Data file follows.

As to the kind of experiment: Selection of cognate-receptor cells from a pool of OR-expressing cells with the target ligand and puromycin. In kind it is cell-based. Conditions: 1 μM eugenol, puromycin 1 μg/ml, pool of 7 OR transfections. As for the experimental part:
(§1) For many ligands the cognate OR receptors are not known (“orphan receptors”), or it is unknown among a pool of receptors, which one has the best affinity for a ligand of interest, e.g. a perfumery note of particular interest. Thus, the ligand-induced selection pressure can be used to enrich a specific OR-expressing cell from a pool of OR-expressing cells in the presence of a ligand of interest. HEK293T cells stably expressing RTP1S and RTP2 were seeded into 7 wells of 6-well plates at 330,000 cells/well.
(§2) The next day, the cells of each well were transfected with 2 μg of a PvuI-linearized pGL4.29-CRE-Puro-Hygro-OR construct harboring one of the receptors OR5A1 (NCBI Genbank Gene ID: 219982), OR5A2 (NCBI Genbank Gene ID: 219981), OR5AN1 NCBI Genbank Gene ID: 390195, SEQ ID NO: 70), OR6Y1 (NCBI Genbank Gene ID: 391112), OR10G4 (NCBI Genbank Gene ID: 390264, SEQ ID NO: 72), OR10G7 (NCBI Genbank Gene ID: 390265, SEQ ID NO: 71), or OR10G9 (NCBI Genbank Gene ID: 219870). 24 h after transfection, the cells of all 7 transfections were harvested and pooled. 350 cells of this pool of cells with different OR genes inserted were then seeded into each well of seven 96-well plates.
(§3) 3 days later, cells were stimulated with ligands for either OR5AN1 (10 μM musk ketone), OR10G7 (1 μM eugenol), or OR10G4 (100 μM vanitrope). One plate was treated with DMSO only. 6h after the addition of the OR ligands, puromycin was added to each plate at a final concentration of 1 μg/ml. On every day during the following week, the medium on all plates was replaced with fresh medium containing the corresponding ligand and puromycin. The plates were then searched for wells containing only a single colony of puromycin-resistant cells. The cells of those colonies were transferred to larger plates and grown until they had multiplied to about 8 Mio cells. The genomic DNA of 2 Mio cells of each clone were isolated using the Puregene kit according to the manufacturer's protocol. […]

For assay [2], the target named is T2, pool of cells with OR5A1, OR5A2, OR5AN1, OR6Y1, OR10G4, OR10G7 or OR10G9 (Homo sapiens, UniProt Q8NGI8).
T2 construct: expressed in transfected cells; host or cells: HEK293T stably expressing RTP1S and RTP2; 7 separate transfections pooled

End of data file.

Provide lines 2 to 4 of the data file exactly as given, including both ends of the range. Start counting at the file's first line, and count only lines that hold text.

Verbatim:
(§1) For many ligands the cognate OR receptors are not known (“orphan receptors”), or it is unknown among a pool of receptors, which one has the best affinity for a ligand of interest, e.g. a perfumery note of particular interest. Thus, the ligand-induced selection pressure can be used to enrich a specific OR-expressing cell from a pool of OR-expressing cells in the presence of a ligand of interest. HEK293T cells stably expressing RTP1S and RTP2 were seeded into 7 wells of 6-well plates at 330,000 cells/well.
(§2) The next day, the cells of each well were transfected with 2 μg of a PvuI-linearized pGL4.29-CRE-Puro-Hygro-OR construct harboring one of the receptors OR5A1 (NCBI Genbank Gene ID: 219982), OR5A2 (NCBI Genbank Gene ID: 219981), OR5AN1 NCBI Genbank Gene ID: 390195, SEQ ID NO: 70), OR6Y1 (NCBI Genbank Gene ID: 391112), OR10G4 (NCBI Genbank Gene ID: 390264, SEQ ID NO: 72), OR10G7 (NCBI Genbank Gene ID: 390265, SEQ ID NO: 71), or OR10G9 (NCBI Genbank Gene ID: 219870). 24 h after transfection, the cells of all 7 transfections were harvested and pooled. 350 cells of this pool of cells with different OR genes inserted were then seeded into each well of seven 96-well plates.
(§3) 3 days later, cells were stimulated with ligands for either OR5AN1 (10 μM musk ketone), OR10G7 (1 μM eugenol), or OR10G4 (100 μM vanitrope). One plate was treated with DMSO only. 6h after the addition of the OR ligands, puromycin was added to each plate at a final concentration of 1 μg/ml. On every day during the following week, the medium on all plates was replaced with fresh medium containing the corresponding ligand and puromycin. The plates were then searched for wells containing only a single colony of puromycin-resistant cells. The cells of those colonies were transferred to larger plates and grown until they had multiplied to about 8 Mio cells. The genomic DNA of 2 Mio cells of each clone were isolated using the Puregene kit according to the manufacturer's protocol. […]